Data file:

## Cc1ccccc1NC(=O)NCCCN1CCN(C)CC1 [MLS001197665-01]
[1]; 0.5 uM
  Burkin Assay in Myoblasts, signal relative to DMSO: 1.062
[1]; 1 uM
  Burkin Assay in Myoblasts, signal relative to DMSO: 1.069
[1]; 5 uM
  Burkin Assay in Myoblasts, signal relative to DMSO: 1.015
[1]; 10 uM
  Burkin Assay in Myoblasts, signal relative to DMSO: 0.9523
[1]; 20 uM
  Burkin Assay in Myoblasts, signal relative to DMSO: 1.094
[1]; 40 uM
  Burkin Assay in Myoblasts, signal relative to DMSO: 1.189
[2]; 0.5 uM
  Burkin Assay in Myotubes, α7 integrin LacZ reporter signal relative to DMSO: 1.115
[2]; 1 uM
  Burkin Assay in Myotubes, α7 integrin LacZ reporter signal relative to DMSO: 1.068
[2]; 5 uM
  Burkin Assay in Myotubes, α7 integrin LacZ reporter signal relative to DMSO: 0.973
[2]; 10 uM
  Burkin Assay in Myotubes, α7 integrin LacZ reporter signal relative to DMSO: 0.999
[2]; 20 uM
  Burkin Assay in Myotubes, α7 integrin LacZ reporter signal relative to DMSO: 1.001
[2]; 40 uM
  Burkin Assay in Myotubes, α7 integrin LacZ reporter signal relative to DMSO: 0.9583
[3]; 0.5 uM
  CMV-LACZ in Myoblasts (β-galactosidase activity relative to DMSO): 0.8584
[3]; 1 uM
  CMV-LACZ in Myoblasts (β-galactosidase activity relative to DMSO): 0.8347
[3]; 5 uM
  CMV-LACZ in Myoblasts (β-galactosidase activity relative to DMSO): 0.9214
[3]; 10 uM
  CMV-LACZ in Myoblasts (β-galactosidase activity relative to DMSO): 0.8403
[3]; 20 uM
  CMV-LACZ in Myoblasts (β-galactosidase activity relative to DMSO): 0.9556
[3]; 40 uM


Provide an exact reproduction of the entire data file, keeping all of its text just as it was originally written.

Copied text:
## Cc1ccccc1NC(=O)NCCCN1CCN(C)CC1 [MLS001197665-01]
[1]; 0.5 uM
  Burkin Assay in Myoblasts, signal relative to DMSO: 1.062
[1]; 1 uM
  Burkin Assay in Myoblasts, signal relative to DMSO: 1.069
[1]; 5 uM
  Burkin Assay in Myoblasts, signal relative to DMSO: 1.015
[1]; 10 uM
  Burkin Assay in Myoblasts, signal relative to DMSO: 0.9523
[1]; 20 uM
  Burkin Assay in Myoblasts, signal relative to DMSO: 1.094
[1]; 40 uM
  Burkin Assay in Myoblasts, signal relative to DMSO: 1.189
[2]; 0.5 uM
  Burkin Assay in Myotubes, α7 integrin LacZ reporter signal relative to DMSO: 1.115
[2]; 1 uM
  Burkin Assay in Myotubes, α7 integrin LacZ reporter signal relative to DMSO: 1.068
[2]; 5 uM
  Burkin Assay in Myotubes, α7 integrin LacZ reporter signal relative to DMSO: 0.973
[2]; 10 uM
  Burkin Assay in Myotubes, α7 integrin LacZ reporter signal relative to DMSO: 0.999
[2]; 20 uM
  Burkin Assay in Myotubes, α7 integrin LacZ reporter signal relative to DMSO: 1.001
[2]; 40 uM
  Burkin Assay in Myotubes, α7 integrin LacZ reporter signal relative to DMSO: 0.9583
[3]; 0.5 uM
  CMV-LACZ in Myoblasts (β-galactosidase activity relative to DMSO): 0.8584
[3]; 1 uM
  CMV-LACZ in Myoblasts (β-galactosidase activity relative to DMSO): 0.8347
[3]; 5 uM
  CMV-LACZ in Myoblasts (β-galactosidase activity relative to DMSO): 0.9214
[3]; 10 uM
  CMV-LACZ in Myoblasts (β-galactosidase activity relative to DMSO): 0.8403
[3]; 20 uM
  CMV-LACZ in Myoblasts (β-galactosidase activity relative to DMSO): 0.9556
[3]; 40 uM